Online Encyclopedia

HARLECH (perhaps for Hardd lech, fair...

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Originally appearing in Volume V12, Page 954 of the 1911 Encyclopedia Britannica.
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HARLECH (perhaps for Hardd lech, fair slate, or Harleigh, an Anglicized variant), a town of Merionethshire, Wales, 38 m. from Aberystwyth, and 29 from Carnarvon on the Cambrian railway. Pop. 900. Ruins of a fortress crown the rock of Harlech, about half a mile from the sea. Discovery of Roman coins makes it probable that it was once occupied by the Romans. In the 3rd century Bronwen (white bosom), daughter of Bran Fendigaid (the blessed), is said to have stayed here, perhaps by force; and there was here a tower, called Twr Bronwen, and replaced about A.D. 550 by the building of Maelgwyn Gwynedd, prince of North Wales. In the early loth century, Harlech castle was, apparently, repaired by Colwyn, lord of Ardudwy, founder of one of the fifteen North Wales tribes, and thence called Caer Colwyn. The present structure dates, like many others in the principality, from Edward I., perhaps even from the plans of the architect of Carnarvon and Conway castles, but with the retention of old portions. It is thought to have been square, each side measuring some 210 ft., with towers and turrets. Glendower held it for four years. Here, in 146o, Margaret, wife of Henry VI., defeated at Northampton, took refuge. Dafydd ap Ieuan ap Einion held it for the Lancastrians, until famine, rather than Edward IV., made him surrender. From this time is said to date the air " March of the men of Harlech " (Rhyfelgerdd gwyr Harlech). The castle was alternately Roundhead and Cavalier in the civil war. Edward I. made Harlech a free borough, and it was formerly the county town. It is in the parish of Llandanwg (pop. in 1901, 931). Though interesting from an antiquarian point of view, the district around, especially Dyffryn Ardudwy (the valley), is dreary and desolate, viii. (with portrait). In memory of Professor Harkness his sister established two Harkness scholarships. One scholarship (of the value of about 5 a year, tenable for three years) for women, tenable at either Girton or Newnham College, Cambridge, is awarded triennially to the best candidate in an examination in geology and palaeontology, provided that proficiency be shown ; the other, for men, is vested in the hands of the university of Cambridge, and is awarded annually, any member of the university being eligible who has graduated as a B.A., " provided that not more than three }ears have elapsed since the 19th day of December next following his final examination for the degree of bachelor of arts."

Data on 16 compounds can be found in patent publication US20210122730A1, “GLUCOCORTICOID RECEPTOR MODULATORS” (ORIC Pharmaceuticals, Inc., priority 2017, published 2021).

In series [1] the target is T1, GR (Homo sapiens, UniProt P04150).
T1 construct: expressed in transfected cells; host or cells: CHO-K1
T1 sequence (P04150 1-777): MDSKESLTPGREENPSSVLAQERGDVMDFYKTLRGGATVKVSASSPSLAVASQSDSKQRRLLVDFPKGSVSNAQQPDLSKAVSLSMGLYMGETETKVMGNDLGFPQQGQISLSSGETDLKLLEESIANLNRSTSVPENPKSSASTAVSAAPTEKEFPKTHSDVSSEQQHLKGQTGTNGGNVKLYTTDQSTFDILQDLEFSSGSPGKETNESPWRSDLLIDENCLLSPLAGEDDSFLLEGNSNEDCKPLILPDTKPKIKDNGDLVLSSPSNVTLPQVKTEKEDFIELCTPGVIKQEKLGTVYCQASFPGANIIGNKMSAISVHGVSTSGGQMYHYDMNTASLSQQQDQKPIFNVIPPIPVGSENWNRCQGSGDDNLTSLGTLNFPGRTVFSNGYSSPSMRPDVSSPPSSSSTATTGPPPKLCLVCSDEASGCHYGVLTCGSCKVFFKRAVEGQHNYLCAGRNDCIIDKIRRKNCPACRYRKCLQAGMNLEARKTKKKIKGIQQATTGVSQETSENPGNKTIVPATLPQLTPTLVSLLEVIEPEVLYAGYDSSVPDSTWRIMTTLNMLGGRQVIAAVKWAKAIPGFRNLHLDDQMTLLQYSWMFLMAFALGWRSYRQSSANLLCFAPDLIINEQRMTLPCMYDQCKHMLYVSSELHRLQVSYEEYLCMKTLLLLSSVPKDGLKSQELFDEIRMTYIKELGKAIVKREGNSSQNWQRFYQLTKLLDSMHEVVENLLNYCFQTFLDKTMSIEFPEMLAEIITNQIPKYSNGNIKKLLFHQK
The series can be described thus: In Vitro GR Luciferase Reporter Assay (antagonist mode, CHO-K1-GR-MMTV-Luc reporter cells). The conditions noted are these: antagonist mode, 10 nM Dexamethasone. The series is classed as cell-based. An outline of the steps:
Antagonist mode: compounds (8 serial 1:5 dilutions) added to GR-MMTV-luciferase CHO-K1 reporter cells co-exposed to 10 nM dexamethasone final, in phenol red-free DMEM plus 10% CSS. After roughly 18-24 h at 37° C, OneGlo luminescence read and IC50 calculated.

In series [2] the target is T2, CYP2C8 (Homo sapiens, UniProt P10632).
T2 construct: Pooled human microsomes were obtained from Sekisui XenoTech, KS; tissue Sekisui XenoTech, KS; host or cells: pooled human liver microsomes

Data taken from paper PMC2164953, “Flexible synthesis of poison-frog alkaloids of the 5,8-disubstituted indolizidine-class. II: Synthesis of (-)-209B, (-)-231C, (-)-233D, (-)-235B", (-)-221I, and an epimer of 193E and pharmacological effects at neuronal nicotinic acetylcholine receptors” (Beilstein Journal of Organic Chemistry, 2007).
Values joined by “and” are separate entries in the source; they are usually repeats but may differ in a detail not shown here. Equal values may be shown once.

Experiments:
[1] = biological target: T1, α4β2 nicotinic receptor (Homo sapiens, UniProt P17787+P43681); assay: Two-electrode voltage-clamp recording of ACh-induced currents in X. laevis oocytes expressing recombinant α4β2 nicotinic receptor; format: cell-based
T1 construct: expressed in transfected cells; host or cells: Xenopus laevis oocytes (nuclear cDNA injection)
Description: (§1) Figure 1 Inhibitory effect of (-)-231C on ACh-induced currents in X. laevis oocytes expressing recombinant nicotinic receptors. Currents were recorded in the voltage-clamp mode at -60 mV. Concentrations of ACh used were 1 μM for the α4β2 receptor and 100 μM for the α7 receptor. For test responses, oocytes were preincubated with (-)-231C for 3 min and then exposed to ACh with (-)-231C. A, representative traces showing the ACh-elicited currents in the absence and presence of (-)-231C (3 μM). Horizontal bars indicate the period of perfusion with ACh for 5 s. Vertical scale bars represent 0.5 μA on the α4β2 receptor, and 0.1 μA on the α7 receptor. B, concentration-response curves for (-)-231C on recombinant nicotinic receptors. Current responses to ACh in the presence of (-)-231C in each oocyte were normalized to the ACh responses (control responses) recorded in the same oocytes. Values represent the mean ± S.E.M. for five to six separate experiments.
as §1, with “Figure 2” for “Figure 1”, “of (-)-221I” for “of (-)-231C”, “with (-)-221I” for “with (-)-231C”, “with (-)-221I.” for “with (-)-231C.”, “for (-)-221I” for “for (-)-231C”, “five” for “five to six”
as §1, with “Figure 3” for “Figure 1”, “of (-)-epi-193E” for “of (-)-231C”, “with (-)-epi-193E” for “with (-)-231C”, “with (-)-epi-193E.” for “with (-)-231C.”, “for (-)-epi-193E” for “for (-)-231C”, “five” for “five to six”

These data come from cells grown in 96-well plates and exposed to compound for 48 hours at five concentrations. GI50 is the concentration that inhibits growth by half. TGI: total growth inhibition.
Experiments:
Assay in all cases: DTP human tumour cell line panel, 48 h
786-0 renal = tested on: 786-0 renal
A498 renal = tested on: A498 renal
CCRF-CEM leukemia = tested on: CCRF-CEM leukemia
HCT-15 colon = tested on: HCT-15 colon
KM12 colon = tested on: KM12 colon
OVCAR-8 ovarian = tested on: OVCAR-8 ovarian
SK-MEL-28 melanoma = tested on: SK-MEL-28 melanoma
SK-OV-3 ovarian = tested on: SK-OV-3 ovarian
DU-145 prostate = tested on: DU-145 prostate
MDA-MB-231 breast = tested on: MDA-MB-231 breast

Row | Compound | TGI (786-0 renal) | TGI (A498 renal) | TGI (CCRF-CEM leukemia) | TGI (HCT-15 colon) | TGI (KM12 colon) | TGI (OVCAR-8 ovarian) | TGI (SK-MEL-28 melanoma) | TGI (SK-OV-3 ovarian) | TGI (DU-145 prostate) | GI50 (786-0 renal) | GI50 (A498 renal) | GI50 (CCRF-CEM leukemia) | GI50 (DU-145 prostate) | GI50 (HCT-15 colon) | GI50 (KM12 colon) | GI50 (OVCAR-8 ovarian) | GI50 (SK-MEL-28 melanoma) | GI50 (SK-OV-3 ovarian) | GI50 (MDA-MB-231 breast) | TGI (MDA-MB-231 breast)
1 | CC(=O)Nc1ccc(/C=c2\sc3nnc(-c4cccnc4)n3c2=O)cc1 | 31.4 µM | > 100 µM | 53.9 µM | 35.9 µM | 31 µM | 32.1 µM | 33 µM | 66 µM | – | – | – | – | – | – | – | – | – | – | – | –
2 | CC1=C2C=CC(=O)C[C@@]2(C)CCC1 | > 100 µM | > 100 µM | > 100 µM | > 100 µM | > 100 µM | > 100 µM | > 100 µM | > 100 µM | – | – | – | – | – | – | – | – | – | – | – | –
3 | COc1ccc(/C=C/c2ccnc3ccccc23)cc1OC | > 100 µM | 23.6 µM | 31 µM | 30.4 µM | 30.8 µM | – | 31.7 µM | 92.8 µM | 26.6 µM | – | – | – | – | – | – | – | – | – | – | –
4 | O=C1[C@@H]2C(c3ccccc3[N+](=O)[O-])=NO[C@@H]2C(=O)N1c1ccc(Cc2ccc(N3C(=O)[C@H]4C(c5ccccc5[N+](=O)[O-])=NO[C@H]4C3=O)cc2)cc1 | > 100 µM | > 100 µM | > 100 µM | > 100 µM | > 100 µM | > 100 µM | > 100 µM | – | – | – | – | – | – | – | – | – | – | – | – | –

End of Article: HARLECH (perhaps for Hardd lech, fair slate, or Harleigh, an Anglicized variant)

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